helpelead the obama adminisation's largely secret drone program. a leaked memo revealed the justice department's view that it is legal for the government to kill u.s. citizens overseas if it believes they pose an "imminent threat," even if there is no evidence of an immediate specific attack. some ethicists say that amounts to illegal targeted killings. >> they are not the best strategy, they are not ethically right, and they are not morally right. >>> after much campaigning by outside groups obothides, t boy scouts postponed until may a decision on lifting its ban on gay scouts and leaders. several conservative religious organizations were particularly vocal in their opposition to lifting the ban. there was also some religious support for changing the policy. about 70% of boy scout troops are sponsored by religious groups, the largest of which are mormons, followed by united methodists and catholics. >>> as faith groups continue to push for comprehensive immigratn rerm, some are now raising concerns over president obama's support for same-sex couples in his plan. the president want
, in washington, there are new revelations of a split within the obama administration about what should be done about the conflict. ray suarez reports. >> suarez: it was a short moment in a long hearing devoted to another topic, and it yielded a surprising set of answers from defense secretary leon panetta, and the joint chiefs chairman, general martin dempsey. arizona republican john mccain asked about a report that president obama rejected a oposal to m srianebels st smer. >> did you support the recommendation by secretary of state... then secretary of state clinton and then head of c.i.a. general petraeus that we provide weapons to the resistance in syria? did you support that? >> we did. >> you did support that. >> we did. >> suarez: so far, the president's judgment has been that things won't get better with american arms. instead, he's warned the weapons might fall into the hands of extremist elements, a concern reitatedodayy the new secretary of state, who was asked about the deliberations last year. >> i don't know what the discussions were in the white house and i'm not going backwards.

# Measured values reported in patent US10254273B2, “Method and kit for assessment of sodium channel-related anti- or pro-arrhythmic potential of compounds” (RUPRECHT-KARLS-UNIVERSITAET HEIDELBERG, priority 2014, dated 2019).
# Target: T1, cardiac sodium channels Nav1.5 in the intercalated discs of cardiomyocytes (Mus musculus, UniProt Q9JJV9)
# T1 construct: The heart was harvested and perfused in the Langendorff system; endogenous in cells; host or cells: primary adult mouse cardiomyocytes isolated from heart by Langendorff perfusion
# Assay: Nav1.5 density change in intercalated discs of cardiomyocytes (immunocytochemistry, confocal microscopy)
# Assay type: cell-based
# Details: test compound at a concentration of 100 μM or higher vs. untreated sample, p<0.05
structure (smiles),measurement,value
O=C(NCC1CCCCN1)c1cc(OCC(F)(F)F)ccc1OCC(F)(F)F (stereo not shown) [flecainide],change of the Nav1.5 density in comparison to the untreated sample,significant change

captioning sponsored by macneil/lehrer productions >> brown: john brennan, president obama's choice to head the c.i.a. faced a volley of questions from senators today about counter-terrorism policies, including waterboarding and drone strikes. good evening, i'm jeffrey brown. >> suarez: and i'm ray suarez. on the "newshour" tonight, we excerpt today's testony, which was interrupted from the start by protesters from the anti-war group, code pink. >> brown: then, we get the latest on the massive manhunt for a former los angeles police office wanted for murder. >> suarez: we turn to iran as the u.s. tightens sanctions but tehran shows no signs of halting its nuclear program or engaging in talks. >> brown: from our american graduate series, we have the story of a chicago non-profit that aims to change the lives of would-be dropouts. >> what's interesting about one goal is that it pinpoints and targets low-income, underperforming students in non- selective chicago public schools, students who are least likely to graduate from high school, let alone college. >> suarez: we look at newly re
. prime minister abe is expected to raise the issue with president barack obama when they meet later this month. they will go over something that's been a thorn in japan-u. relatis. threlocation of a u.s. military base. both governments want the plan to go ahead but the people in japan south aren't on board. >> reporter: they talk about relocating the station. >> translar: we must remove as possible, in accordance with an agreement with the u.s. government. >> translator: we want the base to be moved out of okinawa. >> reporter: okinawa is japan's southernmost prefecture. the island district comprises only 0.6% of japan's land but hosts 70% of the u.s. bases in the nation. for many, futenma symbolizes okinawans unfair burden in ensuring japan's security. this is the futenma air station. you see aircrafts, runway and if you turn this way, you can see how close the residential area of okinawa is to the space. in 1996, the u.s. agreed to return the futenma site to japan. masahide ota was okinawa's governor then. >> i was so happy, and -- but after one year or so, i was told that the, ev